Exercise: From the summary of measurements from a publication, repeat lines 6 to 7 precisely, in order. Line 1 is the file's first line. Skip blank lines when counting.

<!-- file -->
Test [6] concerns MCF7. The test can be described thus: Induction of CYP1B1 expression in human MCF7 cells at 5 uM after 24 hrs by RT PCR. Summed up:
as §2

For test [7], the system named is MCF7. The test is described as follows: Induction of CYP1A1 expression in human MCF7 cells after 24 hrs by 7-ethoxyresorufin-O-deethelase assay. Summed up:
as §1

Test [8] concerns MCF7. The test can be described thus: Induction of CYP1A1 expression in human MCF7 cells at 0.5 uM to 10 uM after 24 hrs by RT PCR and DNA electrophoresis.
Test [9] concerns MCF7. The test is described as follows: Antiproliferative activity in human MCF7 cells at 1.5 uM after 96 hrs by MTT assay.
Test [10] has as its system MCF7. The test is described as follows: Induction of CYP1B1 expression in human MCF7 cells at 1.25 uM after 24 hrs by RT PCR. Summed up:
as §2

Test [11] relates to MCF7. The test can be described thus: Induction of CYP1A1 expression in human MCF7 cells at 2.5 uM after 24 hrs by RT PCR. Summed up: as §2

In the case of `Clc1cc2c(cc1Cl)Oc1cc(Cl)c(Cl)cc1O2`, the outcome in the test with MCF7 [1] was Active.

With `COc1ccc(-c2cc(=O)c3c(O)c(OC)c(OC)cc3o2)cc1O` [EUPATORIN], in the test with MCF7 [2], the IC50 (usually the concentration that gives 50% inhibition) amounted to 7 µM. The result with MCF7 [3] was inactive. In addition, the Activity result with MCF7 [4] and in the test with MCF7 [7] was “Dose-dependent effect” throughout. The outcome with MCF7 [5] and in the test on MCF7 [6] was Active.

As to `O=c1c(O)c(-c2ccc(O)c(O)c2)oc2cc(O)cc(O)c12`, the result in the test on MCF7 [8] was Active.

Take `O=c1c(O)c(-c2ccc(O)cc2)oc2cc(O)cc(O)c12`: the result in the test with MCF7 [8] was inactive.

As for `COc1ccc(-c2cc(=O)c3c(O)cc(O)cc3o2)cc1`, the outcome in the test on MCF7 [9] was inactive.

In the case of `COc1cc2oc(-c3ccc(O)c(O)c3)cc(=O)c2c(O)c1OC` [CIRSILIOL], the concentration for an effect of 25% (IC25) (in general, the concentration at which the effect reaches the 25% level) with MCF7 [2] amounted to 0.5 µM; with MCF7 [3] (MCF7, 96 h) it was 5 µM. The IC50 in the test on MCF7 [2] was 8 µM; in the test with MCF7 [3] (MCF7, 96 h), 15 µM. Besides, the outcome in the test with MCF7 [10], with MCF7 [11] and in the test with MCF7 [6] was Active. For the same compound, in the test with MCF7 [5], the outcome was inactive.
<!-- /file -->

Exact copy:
Test [9] concerns MCF7. The test is described as follows: Antiproliferative activity in human MCF7 cells at 1.5 uM after 96 hrs by MTT assay.
Test [10] has as its system MCF7. The test is described as follows: Induction of CYP1B1 expression in human MCF7 cells at 1.25 uM after 24 hrs by RT PCR. Summed up: